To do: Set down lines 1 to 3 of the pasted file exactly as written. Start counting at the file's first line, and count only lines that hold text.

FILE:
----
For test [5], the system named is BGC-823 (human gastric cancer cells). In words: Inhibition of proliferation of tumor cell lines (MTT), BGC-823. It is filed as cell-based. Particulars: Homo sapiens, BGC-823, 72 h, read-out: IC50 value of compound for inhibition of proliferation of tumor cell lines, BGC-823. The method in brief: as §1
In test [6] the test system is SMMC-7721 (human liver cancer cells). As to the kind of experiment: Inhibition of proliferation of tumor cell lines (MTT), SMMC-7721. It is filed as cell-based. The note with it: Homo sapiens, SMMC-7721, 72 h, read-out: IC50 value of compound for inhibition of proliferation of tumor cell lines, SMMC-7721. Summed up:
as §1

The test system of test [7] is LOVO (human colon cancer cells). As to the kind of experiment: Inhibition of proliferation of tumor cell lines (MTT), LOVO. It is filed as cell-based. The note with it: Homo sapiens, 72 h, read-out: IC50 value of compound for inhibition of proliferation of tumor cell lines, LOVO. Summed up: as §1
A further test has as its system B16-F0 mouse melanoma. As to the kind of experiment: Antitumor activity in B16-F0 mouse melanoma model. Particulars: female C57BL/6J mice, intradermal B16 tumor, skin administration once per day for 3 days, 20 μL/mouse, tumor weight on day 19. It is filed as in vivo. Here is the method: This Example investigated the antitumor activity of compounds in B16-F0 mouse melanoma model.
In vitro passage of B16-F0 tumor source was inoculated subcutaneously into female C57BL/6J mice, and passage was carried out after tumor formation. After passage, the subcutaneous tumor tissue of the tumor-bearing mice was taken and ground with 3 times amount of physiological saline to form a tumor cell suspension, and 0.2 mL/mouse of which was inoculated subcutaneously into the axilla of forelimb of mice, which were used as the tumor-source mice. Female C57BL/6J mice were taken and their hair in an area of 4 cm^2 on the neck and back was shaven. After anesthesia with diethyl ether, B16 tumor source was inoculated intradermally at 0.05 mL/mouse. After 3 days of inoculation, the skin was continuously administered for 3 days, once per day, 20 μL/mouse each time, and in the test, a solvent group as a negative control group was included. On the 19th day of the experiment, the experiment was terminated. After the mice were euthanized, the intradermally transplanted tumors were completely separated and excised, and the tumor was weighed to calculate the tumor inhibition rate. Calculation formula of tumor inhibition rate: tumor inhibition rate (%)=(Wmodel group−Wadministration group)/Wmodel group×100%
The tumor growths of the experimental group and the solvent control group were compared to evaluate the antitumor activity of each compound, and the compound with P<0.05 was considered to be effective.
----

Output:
For test [5], the system named is BGC-823 (human gastric cancer cells). In words: Inhibition of proliferation of tumor cell lines (MTT), BGC-823. It is filed as cell-based. Particulars: Homo sapiens, BGC-823, 72 h, read-out: IC50 value of compound for inhibition of proliferation of tumor cell lines, BGC-823. The method in brief: as §1
In test [6] the test system is SMMC-7721 (human liver cancer cells). As to the kind of experiment: Inhibition of proliferation of tumor cell lines (MTT), SMMC-7721. It is filed as cell-based. The note with it: Homo sapiens, SMMC-7721, 72 h, read-out: IC50 value of compound for inhibition of proliferation of tumor cell lines, SMMC-7721. Summed up:
as §1